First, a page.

Eventbrite Promoted Illegal Opioid Sales to People Searching for Addiction Recovery Help

“Listings like these do not have a home on Eventbrite,” Chris Adams, the company’s head of platform product, tells WIRED in a statement. “This is a spam attack, coordinated by a few bad actors attempting to draw audiences to third-party sites.” Adams says Eventbrite is taking the issue “very seriously” and the “identified illegal and illicit activity has been removed.”

Eventbrite’s help center says it uses a “combination of tools and processes” to detect content that goes against its rules. These include, its pages say, using machine learning to proactively detect content, a “rules-based” system, responding to reports from users, and human reviews.

“Our investigation determined this is abnormal activity, a misuse of the Eventbrite platform, and based on our findings, Eventbrite did not profit from these listings, and there have been no finalized ticket purchases identified,” Adams says.

Eventbrite appears to have removed most, if not all, of the illicit listings that WIRED identified after we alerted the company to the issue. Because of the way WIRED collected the data, however, the thousands of listings found on Eventbrite are likely the tip of the iceberg. WIRED obtained the data used for its analysis by collecting listings Eventbrite deemed were “related” to hundreds of events found through simple keyword searches. These keyword searches and their related events likely do not capture the entirety of illicit events published on the platform.

Even within this limited dataset, our analysis found that, on average, 169 illicit events have been published daily.

The vast majority of the listings WIRED found used common tactics, whether they pushed drugs, escort services, or online account details. The spammy pages were often listed as online “events.” The events do not actually happen but rather act as a way for those posting them to publish their activities online. Most of them were free; however, some tried to charge people to “attend” through Eventbrite. It is not clear whether anyone has paid for any of the events.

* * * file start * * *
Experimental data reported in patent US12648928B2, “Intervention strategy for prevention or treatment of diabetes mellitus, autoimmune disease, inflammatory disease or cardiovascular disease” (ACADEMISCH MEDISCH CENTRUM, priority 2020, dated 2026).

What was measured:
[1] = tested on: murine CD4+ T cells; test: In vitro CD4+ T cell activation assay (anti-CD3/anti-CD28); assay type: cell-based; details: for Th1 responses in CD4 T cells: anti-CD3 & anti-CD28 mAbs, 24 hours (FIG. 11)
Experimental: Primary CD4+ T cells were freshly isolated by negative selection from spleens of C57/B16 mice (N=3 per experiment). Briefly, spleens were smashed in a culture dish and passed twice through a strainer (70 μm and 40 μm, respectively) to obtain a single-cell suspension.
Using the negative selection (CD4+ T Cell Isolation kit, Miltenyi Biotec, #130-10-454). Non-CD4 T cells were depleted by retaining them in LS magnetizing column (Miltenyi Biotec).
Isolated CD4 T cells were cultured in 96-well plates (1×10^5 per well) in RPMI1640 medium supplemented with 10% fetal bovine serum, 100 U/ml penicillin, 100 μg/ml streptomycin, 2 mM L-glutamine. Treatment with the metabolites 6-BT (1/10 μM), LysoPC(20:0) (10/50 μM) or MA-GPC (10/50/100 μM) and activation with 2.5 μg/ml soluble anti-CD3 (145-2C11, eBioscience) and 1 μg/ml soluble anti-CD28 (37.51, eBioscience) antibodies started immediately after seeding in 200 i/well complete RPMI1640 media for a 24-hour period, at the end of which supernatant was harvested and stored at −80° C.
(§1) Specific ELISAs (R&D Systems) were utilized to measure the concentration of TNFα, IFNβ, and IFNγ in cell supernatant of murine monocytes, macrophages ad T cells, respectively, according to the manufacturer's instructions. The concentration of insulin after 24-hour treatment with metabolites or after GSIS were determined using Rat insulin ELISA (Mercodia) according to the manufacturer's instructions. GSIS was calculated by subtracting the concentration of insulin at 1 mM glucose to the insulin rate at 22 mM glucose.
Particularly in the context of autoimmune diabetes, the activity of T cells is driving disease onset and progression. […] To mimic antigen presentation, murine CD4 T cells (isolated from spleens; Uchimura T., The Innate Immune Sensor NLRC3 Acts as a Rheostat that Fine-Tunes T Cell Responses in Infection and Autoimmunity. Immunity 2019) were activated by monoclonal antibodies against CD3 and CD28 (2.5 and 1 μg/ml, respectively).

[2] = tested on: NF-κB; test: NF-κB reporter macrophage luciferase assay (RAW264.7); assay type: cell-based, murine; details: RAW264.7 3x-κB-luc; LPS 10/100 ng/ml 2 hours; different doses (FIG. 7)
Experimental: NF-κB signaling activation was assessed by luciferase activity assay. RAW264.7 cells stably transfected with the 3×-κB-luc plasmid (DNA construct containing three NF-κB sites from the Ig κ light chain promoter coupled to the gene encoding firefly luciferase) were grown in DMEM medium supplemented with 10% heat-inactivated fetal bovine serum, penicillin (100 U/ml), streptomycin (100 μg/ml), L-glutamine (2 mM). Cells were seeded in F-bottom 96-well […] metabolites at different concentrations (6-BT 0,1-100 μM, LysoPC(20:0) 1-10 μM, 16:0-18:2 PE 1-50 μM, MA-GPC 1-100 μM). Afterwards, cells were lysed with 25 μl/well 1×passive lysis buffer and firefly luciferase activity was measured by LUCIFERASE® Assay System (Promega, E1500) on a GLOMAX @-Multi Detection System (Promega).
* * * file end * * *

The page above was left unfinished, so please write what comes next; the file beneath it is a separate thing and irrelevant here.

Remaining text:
Searching for various controlled substances, such as brand-name opioids, brought up results on Eventbrite. These “events” mostly pushed people away from the platform to online pharmacy websites, which say people can buy medicines without prescriptions.

John Hertig, an associate professor at Butler University College of Pharmacy and Health Sciences, says there are thousands of online pharmacies operating at any time and that the vast majority of them are illegal—with websites often selling drugs not approved by the FDA or failing to be licensed in the country where they are selling into.

“The other major issue that we see in terms of illegality is not requiring a prescription,” Hertig says. “You see a lot of this: ‘easy, hassle free, simple process, no doctor needed.’ That’s illegal.” Typically accounts claiming to sell medicines through non-official platforms, such as those on Eventbrite, will not be doing so legitimately, Hertig says, and that brings risks around whether what they are selling is safe.

As well as websites, those claiming to sell illicit services on Eventbrite pushed people to chat privately on WhatsApp or Telegram. Our analysis identified as many as 60 unique Telegram accounts and 65 WhatsApp numbers in the dataset. WhatsApp spokesperson Joshua Breckman says the platform encourages users to report suspicious activity and that it will respond to valid law enforcement requests. Telegram did not respond to a request for comment.